Colonizer and Political Leader
Stephen Fuller Austin was born in Austinville, Virginia, on November 3,1793. After attending Transylvania University in Lexington, Kentucky, He went to Missouri (1810), where he became director of the Bank of St. Louis and a member of the territorial legislature (1814-20). Then, in 1821, he chose to move to Texas, which was part of Mexico. A year later, he founded a colony there -- the first legally-established settlement of Anglo-Americans in the region.
For six years, Austin governed Texas, opposing the abolition of slavery. After Mexico abolished slavery, he encouraged the enforcement of a labor law, whereby slaves could be brought into Texas, technically as indentured servants.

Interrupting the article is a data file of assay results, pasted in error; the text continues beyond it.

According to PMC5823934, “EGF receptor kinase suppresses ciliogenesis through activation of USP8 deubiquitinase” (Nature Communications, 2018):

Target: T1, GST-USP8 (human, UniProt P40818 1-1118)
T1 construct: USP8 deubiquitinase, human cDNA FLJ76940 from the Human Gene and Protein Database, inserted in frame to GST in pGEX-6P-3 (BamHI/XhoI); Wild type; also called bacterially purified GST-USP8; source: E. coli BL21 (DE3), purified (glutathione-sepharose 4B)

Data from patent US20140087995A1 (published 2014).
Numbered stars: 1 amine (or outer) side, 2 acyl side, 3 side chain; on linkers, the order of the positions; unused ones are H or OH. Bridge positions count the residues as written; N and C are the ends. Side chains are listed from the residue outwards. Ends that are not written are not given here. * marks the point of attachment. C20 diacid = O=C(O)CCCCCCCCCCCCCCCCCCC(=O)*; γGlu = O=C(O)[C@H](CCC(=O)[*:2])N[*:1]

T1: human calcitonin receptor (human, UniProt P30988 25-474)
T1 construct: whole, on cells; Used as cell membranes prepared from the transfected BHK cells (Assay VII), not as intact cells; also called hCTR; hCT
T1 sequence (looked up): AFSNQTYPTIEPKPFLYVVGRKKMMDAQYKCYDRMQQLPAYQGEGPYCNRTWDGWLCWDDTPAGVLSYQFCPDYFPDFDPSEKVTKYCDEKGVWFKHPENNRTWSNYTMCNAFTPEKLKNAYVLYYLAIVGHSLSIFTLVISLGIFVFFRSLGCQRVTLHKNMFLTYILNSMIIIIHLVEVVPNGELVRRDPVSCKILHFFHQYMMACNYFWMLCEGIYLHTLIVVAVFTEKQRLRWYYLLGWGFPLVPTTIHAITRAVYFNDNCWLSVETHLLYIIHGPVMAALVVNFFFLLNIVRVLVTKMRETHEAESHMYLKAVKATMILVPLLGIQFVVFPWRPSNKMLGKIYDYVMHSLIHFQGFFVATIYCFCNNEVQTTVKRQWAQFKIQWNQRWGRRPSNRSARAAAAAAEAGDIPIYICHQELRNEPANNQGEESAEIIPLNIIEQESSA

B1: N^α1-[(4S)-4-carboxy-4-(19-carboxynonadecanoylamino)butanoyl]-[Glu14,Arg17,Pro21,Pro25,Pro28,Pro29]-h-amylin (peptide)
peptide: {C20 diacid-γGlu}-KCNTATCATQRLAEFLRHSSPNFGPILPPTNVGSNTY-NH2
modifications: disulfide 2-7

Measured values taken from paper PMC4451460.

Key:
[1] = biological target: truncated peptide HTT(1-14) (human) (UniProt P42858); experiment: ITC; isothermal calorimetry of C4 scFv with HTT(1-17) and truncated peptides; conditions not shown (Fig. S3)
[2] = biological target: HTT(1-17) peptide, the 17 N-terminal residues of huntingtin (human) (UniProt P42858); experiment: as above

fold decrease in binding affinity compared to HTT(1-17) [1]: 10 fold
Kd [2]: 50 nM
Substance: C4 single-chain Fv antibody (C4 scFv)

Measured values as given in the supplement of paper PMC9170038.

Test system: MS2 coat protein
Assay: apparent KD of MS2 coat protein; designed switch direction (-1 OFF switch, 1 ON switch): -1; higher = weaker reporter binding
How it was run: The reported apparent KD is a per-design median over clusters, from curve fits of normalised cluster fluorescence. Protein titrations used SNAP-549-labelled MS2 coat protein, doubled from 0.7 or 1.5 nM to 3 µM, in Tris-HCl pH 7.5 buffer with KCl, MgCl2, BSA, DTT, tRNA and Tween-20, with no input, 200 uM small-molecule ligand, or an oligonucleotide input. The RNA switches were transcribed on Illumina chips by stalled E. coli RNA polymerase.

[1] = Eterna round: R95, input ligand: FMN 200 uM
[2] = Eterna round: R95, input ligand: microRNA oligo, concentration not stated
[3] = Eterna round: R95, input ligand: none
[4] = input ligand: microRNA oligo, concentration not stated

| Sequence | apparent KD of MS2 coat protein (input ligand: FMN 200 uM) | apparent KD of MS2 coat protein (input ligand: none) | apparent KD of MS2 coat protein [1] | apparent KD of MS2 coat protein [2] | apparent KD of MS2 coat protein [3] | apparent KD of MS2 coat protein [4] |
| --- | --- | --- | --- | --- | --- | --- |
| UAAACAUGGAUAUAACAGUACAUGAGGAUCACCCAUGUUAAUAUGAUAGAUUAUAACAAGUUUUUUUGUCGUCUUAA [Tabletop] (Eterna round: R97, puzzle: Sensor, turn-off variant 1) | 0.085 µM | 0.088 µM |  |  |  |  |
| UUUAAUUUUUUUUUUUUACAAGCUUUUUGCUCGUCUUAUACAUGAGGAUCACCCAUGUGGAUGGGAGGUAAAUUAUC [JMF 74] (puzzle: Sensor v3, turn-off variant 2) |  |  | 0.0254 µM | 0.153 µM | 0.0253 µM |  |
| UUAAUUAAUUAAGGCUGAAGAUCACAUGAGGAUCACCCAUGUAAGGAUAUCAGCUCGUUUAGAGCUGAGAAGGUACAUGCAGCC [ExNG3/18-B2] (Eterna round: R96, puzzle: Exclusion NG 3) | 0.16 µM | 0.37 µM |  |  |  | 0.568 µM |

In 1833, his efforts in Mexico City to have Texas separated from Coahuila and made a state of the Mexican confederation led to his imprisonment. When he was released in 1835, he returned to Texas and opposed a declaration of independence, explaining that Texas did not have the resources to win or maintain its independence. However, a revolution brokeout in 1836, and he obligingly went to Washington to ask for help from the United States.
When he returned, Austin was defeated for the presidency of the new Republic of Texas by Sam Houston (1836). However, he served briefly as its secretary of state until he died in Austin, Texas on December 27, 1836.